I make it a point to go for a run on one of these mountain trails every morning before breakfast. I also make it a point to engage the wildlife I encounter. I don’t just glance at them and run on. I make eye contact in a manner that communicates I am pleased to meet them and enjoy being in their presence. I believe this was Job’s intended message in Job 12:7. How can the beasts teach and the birds tell unless we pay close attention to them and enjoy their presence and instruction?

On one of my morning runs, I saw a large bobcat under a bush with her juvenile kitten. The next day the bobcat and her kitten were waiting for me by the trail. For the next several days I would spend a few seconds with them at the same location on the trail.

To access the trails by our home, I need to run along a road with poles that string electric power lines. One morning a squirrel chattered as I approached and then kept pace with me along the power line as I ran underneath. This practice went on for six months. 

On another day I saw a large bear from a distance jump over a rise. As I came to the rise, I climbed up to see the bear drinking from the stream below. We made eye contact for several seconds while the bear took a brief bath in the stream.

A fourth brush with wildlife occurred on a mountain trail in Colorado, where I rounded a bend to see a 450-pound bear only 30 feet away. I stopped and made eye contact. The bear slowly walked off the trail, sat down under a tree, and continued to stare at me. The bear seemed very calm and continued to sit while I took several photos (see figure 1).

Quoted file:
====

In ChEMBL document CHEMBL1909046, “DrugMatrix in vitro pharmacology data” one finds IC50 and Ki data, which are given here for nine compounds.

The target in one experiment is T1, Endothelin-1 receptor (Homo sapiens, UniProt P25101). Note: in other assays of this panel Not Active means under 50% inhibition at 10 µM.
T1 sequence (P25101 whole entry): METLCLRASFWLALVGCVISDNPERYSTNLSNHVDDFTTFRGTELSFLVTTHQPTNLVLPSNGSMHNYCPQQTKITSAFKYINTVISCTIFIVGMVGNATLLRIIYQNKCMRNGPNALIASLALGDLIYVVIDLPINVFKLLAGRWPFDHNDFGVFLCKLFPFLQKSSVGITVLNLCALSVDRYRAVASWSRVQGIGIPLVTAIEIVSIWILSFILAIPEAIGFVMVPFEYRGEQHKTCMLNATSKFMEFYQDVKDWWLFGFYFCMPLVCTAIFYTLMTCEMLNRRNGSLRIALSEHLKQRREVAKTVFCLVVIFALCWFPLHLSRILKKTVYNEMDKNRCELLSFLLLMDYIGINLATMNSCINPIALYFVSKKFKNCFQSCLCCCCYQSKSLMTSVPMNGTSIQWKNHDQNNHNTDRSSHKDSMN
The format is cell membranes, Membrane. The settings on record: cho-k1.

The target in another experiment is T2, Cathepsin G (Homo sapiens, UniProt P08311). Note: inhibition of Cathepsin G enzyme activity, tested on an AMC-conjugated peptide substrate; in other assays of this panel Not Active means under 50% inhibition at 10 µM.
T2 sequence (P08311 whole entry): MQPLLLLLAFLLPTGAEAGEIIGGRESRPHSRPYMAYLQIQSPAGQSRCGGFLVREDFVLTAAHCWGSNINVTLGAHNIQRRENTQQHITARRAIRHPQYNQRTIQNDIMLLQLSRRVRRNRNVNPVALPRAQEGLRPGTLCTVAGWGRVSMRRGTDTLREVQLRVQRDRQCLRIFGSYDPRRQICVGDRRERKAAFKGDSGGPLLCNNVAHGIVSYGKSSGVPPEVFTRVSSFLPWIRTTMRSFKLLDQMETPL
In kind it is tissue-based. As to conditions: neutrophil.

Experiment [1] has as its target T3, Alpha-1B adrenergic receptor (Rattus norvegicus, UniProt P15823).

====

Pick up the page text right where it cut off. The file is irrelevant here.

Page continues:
Figure 1: Bear Sitting Down and Enjoying My Company
Credit: Hugh Ross 

On a fifth encounter I recalled Psalm 104:26, which can be interpreted as referring to whales playing with ships. My wife and I were in a zodiac (an inflatable boat) in the Gulf of St. Lawrence surrounded by dozens of humpback, fin, minke, and beluga whales. We watched as three humpback whales sped toward our zodiac, seemingly intent on ramming us. At the last minute they dove under our boat, sped away on the opposite side, turned around, and sped back to dive under us again (see figure 2).

Figure 2: Humpback Whales Frolicking with Our Zodiac
Credit: Hugh Ross

Genesis 1 classifies birds and mammals as nephesh creatures. The nephesh are animals that God designed to relate to human beings and to serve and please them. These are the animals we can domesticate as pets and as service animals. Even the wild birds and mammals enjoy entertaining humans they take a liking to. My sixth encounter (figure 3) shows a wild wooly marmot in a remote part of British Columbia’s Selkirk Mountains emerging from his rock shelter to entertain me with his dance routine, which lasted three minutes.

Figure 3: Wooly Marmot’s Entertaining Dance Routine
Credit: Hugh Ross 

Spiritual Lessons from Wild Mammals and Birds  
When Job 12:7 referred to the mammals and birds teaching us, it was not referring to biology. The latter chapters in the book of Job make it clear that nature’s professors teach spiritual lessons.

One obvious spiritual lesson that birds and mammals teach us is this: Just as they were created to relate to and serve and please a higher species, namely humans, so also we humans were created to relate to and serve and please a higher Being, namely God. As God wants to meet us, enjoy our presence, and desires a loving relationship with us, he intends that we also should want to meet the birds and mammals he created for us and to enjoy their presence and desire loving relationships with them.